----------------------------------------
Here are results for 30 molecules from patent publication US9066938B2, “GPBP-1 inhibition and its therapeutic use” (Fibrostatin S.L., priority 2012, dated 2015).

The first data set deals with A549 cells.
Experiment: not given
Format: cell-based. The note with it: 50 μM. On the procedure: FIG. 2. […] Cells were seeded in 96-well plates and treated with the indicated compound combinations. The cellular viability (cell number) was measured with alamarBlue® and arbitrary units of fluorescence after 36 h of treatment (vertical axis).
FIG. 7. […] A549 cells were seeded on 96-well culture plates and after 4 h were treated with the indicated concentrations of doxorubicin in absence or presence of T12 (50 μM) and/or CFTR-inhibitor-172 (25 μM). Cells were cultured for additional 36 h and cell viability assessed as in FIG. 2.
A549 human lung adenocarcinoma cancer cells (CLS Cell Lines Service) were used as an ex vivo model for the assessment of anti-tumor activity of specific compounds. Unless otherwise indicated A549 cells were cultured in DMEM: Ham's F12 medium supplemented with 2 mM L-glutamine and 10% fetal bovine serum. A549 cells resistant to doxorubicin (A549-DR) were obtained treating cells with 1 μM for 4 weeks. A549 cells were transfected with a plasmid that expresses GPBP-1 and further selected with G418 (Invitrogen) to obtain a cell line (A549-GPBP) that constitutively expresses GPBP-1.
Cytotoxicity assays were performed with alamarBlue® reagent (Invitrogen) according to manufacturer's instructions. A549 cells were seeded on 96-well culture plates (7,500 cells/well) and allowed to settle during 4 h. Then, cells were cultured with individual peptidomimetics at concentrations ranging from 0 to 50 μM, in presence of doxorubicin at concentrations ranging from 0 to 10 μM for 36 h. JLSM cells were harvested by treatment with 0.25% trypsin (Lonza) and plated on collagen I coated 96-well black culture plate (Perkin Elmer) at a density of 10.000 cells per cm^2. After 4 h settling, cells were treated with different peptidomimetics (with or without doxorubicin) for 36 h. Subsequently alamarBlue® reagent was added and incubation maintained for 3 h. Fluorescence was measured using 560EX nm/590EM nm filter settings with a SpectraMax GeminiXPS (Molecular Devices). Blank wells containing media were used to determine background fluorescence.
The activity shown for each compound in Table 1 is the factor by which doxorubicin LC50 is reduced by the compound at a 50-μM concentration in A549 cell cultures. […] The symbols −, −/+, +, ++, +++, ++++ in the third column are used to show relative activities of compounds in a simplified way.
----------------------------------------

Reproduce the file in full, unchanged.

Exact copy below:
Here are results for 30 molecules from patent publication US9066938B2, “GPBP-1 inhibition and its therapeutic use” (Fibrostatin S.L., priority 2012, dated 2015).

The first data set deals with A549 cells.
Experiment: not given
Format: cell-based. The note with it: 50 μM. On the procedure: FIG. 2. […] Cells were seeded in 96-well plates and treated with the indicated compound combinations. The cellular viability (cell number) was measured with alamarBlue® and arbitrary units of fluorescence after 36 h of treatment (vertical axis).
FIG. 7. […] A549 cells were seeded on 96-well culture plates and after 4 h were treated with the indicated concentrations of doxorubicin in absence or presence of T12 (50 μM) and/or CFTR-inhibitor-172 (25 μM). Cells were cultured for additional 36 h and cell viability assessed as in FIG. 2.
A549 human lung adenocarcinoma cancer cells (CLS Cell Lines Service) were used as an ex vivo model for the assessment of anti-tumor activity of specific compounds. Unless otherwise indicated A549 cells were cultured in DMEM: Ham's F12 medium supplemented with 2 mM L-glutamine and 10% fetal bovine serum. A549 cells resistant to doxorubicin (A549-DR) were obtained treating cells with 1 μM for 4 weeks. A549 cells were transfected with a plasmid that expresses GPBP-1 and further selected with G418 (Invitrogen) to obtain a cell line (A549-GPBP) that constitutively expresses GPBP-1.
Cytotoxicity assays were performed with alamarBlue® reagent (Invitrogen) according to manufacturer's instructions. A549 cells were seeded on 96-well culture plates (7,500 cells/well) and allowed to settle during 4 h. Then, cells were cultured with individual peptidomimetics at concentrations ranging from 0 to 50 μM, in presence of doxorubicin at concentrations ranging from 0 to 10 μM for 36 h. JLSM cells were harvested by treatment with 0.25% trypsin (Lonza) and plated on collagen I coated 96-well black culture plate (Perkin Elmer) at a density of 10.000 cells per cm^2. After 4 h settling, cells were treated with different peptidomimetics (with or without doxorubicin) for 36 h. Subsequently alamarBlue® reagent was added and incubation maintained for 3 h. Fluorescence was measured using 560EX nm/590EM nm filter settings with a SpectraMax GeminiXPS (Molecular Devices). Blank wells containing media were used to determine background fluorescence.
The activity shown for each compound in Table 1 is the factor by which doxorubicin LC50 is reduced by the compound at a 50-μM concentration in A549 cell cultures. […] The symbols −, −/+, +, ++, +++, ++++ in the third column are used to show relative activities of compounds in a simplified way.